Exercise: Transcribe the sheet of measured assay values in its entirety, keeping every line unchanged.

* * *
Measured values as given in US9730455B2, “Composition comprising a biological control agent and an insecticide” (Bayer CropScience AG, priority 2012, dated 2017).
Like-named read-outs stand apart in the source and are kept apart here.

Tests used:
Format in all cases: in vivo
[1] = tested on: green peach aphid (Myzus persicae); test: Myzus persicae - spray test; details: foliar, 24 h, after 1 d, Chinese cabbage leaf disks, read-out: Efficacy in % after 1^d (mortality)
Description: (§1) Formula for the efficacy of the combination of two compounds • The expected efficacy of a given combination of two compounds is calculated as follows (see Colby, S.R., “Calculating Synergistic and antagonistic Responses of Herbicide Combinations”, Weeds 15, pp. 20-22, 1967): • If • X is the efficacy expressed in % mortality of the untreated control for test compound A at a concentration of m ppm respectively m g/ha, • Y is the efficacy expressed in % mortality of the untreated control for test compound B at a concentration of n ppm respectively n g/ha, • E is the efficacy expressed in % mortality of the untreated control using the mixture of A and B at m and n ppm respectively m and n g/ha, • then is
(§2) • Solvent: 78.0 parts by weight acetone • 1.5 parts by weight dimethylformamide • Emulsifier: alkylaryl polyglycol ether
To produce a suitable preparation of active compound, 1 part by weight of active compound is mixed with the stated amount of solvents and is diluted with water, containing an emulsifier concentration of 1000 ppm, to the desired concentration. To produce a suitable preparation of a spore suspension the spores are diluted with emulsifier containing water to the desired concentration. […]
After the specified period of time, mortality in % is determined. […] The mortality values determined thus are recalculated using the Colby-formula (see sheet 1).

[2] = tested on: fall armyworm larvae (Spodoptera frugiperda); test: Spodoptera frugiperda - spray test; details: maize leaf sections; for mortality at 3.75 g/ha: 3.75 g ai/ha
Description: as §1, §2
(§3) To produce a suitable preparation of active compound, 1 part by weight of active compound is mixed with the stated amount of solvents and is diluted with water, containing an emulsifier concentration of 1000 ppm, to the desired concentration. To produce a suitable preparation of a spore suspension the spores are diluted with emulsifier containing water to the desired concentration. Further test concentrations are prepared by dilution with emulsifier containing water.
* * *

Measured values as given in US9730455B2, “Composition comprising a biological control agent and an insecticide” (Bayer CropScience AG, priority 2012, dated 2017).
Like-named read-outs stand apart in the source and are kept apart here.

Tests used:
Format in all cases: in vivo
[1] = tested on: green peach aphid (Myzus persicae); test: Myzus persicae - spray test; details: foliar, 24 h, after 1 d, Chinese cabbage leaf disks, read-out: Efficacy in % after 1^d (mortality)
Description: (§1) Formula for the efficacy of the combination of two compounds • The expected efficacy of a given combination of two compounds is calculated as follows (see Colby, S.R., “Calculating Synergistic and antagonistic Responses of Herbicide Combinations”, Weeds 15, pp. 20-22, 1967): • If • X is the efficacy expressed in % mortality of the untreated control for test compound A at a concentration of m ppm respectively m g/ha, • Y is the efficacy expressed in % mortality of the untreated control for test compound B at a concentration of n ppm respectively n g/ha, • E is the efficacy expressed in % mortality of the untreated control using the mixture of A and B at m and n ppm respectively m and n g/ha, • then is
(§2) • Solvent: 78.0 parts by weight acetone • 1.5 parts by weight dimethylformamide • Emulsifier: alkylaryl polyglycol ether
To produce a suitable preparation of active compound, 1 part by weight of active compound is mixed with the stated amount of solvents and is diluted with water, containing an emulsifier concentration of 1000 ppm, to the desired concentration. To produce a suitable preparation of a spore suspension the spores are diluted with emulsifier containing water to the desired concentration. […]
After the specified period of time, mortality in % is determined. […] The mortality values determined thus are recalculated using the Colby-formula (see sheet 1).

[2] = tested on: fall armyworm larvae (Spodoptera frugiperda); test: Spodoptera frugiperda - spray test; details: maize leaf sections; for mortality at 3.75 g/ha: 3.75 g ai/ha
Description: as §1, §2
(§3) To produce a suitable preparation of active compound, 1 part by weight of active compound is mixed with the stated amount of solvents and is diluted with water, containing an emulsifier concentration of 1000 ppm, to the desired concentration. To produce a suitable preparation of a spore suspension the spores are diluted with emulsifier containing water to the desired concentration. Further test concentrations are prepared by dilution with emulsifier containing water.